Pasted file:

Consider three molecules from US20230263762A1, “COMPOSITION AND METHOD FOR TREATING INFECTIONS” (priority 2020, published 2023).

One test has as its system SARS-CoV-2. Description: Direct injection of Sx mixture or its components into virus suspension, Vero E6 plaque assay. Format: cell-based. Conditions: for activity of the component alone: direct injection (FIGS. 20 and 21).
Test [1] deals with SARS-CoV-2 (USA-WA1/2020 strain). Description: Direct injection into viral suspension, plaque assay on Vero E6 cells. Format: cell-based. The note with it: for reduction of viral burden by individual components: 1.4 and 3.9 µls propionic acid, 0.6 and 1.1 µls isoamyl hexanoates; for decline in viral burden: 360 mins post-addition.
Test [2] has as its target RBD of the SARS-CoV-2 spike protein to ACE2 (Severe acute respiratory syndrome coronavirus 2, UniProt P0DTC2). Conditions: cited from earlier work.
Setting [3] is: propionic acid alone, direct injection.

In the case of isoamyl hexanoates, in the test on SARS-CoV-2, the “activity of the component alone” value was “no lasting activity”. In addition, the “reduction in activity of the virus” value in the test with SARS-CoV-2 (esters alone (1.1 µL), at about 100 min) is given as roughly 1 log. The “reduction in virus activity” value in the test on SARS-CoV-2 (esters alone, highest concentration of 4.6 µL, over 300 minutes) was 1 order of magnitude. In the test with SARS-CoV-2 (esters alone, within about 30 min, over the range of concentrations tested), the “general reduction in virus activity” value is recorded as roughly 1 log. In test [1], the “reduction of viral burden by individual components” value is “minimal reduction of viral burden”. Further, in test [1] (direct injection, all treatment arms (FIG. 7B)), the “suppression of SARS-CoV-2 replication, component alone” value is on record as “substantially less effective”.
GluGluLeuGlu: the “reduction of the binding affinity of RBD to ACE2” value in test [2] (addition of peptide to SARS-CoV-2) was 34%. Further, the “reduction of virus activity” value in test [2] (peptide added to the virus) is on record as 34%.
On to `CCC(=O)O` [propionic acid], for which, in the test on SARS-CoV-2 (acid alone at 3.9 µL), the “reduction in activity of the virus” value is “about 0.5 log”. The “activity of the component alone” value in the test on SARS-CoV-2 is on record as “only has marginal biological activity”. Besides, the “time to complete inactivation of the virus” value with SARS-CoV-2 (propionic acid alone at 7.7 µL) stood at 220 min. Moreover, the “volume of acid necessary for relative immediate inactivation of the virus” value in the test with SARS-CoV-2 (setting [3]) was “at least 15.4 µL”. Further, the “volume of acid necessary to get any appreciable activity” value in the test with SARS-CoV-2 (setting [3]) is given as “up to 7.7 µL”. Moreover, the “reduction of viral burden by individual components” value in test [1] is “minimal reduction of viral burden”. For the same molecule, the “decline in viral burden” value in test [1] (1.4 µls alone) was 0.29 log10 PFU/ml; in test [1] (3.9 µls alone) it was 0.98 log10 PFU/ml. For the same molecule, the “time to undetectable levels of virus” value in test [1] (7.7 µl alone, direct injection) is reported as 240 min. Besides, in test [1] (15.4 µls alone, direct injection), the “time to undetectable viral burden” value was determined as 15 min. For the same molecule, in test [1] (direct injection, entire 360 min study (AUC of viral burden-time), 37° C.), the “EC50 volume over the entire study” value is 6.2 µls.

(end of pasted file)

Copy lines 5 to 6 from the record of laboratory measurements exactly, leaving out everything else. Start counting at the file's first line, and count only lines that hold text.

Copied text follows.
Setting [3] is: propionic acid alone, direct injection.

In the case of isoamyl hexanoates, in the test on SARS-CoV-2, the “activity of the component alone” value was “no lasting activity”. In addition, the “reduction in activity of the virus” value in the test with SARS-CoV-2 (esters alone (1.1 µL), at about 100 min) is given as roughly 1 log. The “reduction in virus activity” value in the test on SARS-CoV-2 (esters alone, highest concentration of 4.6 µL, over 300 minutes) was 1 order of magnitude. In the test with SARS-CoV-2 (esters alone, within about 30 min, over the range of concentrations tested), the “general reduction in virus activity” value is recorded as roughly 1 log. In test [1], the “reduction of viral burden by individual components” value is “minimal reduction of viral burden”. Further, in test [1] (direct injection, all treatment arms (FIG. 7B)), the “suppression of SARS-CoV-2 replication, component alone” value is on record as “substantially less effective”.